Sunday, April 27, 2008

The Garden Is A Team Effort.

 

In A Couple Of Months We Should Have Eggs.

After a sad beginning we now have six healthy, happy and contented young chicks....We all hope. They have almost doubled in size in the past three weeks and we hope to soon add eggs to the lunch menu.

The idea is to keep the coop in the same location for six weeks or so and then move it to the next row in the garden. The chickens will fertilize the soil, clean out any unwanted seeds and bugs and condition the soil for the next planting.
 
Because of the bad luck we had with the first batch of chicks, the first stop each morning as we arrive at school is to open the door and count the chickens as they leave the coop. One, two, three, four, five six...So far so good.
 

 
Are they getting bigger or is it just my imagination? They love broccoli by the way.
 
Photo taken on May Day.
 
Three weeks later. May 21.

Volunteer Complex In Salasaca.

 
The Volunteer Complex is located in central Salasaca. The complex also houses the Salasaca Central English School
 
and the Rosa Maria Library which also serves as the headquarters of the Sumak Kawsay Yachay Foundation.
We have three bedrooms which can can sleep four volunteers, a nice modern kitchen and dining room, pictured below.
 
 
A fireplace when the nights are cold.
 
And a modern bathroom.
 

 
Hot water is sometimes a problem.

Soccer Is Always Number One

Other interests come and go but SOCCER is always the most popular pastime here at Katitawa as it is in almost every country in Latin America.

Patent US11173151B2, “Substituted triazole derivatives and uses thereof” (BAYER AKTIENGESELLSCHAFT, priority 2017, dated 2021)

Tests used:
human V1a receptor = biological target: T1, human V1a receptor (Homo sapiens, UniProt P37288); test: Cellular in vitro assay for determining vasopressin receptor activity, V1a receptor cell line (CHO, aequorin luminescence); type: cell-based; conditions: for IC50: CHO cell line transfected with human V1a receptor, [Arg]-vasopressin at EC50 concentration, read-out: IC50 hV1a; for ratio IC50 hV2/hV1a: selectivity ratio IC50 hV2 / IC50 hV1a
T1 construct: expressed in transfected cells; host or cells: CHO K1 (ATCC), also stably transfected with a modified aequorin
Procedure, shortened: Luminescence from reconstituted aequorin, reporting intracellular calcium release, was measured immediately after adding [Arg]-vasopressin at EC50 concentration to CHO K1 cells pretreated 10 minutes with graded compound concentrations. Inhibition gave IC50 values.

There are two things that I have observed in the way students here play the game that impresses me. The field is small and often contains hazards that change during the course of a few minutes. The first is, as illustrated in the picture above, where they play around the obstacles without any bad feelings on either side.
 

 
The other observation is the make-up of the teams. Here you will find the ages of the kids range from five years to 14. They play a serious game and want to win, but the youngest are included in the game as part of the team. Two words come to mind....Inclusive not exclusive. This attitude seems to prevail in most activities here....Not only when playing soccer.

Friday, April 25, 2008

The Story Of The Compost Pile.

It started more than a year ago, when Rosa Maria talked to the people at the Sanitation Department in Pelileo and inquired about the prospects of getting a load of organic waste delivered to the school as we needed it for our new garden. They agreed to her request and assured her that it would be free of other rubbish. Shortly after her visit (it had to be a record for getting request through bureaucratic departments) we were visited by two garbage trucks whose drivers deposited their loads in an area close to entrance to the school.

We were really not ready for the this much garbage and while we were wondering how we were going to use it, it started to smell and breed flies by the millions. The smell at the school was not too bad as the breeze took it down hill, however it was very annoying to a farmer who had a field about two hundred yards down the hill. He became very angry at us and kept yelling up at us to do something about the flies.

One day Rosa Maria disappeared around noon and a short time later we see a tractor coming up the hill, and there was Rosa sharing the seat with the driver. It took about 10 minutes to push all of the garbage into a corner and then cover it with dirt. The fly and smell problem was solved.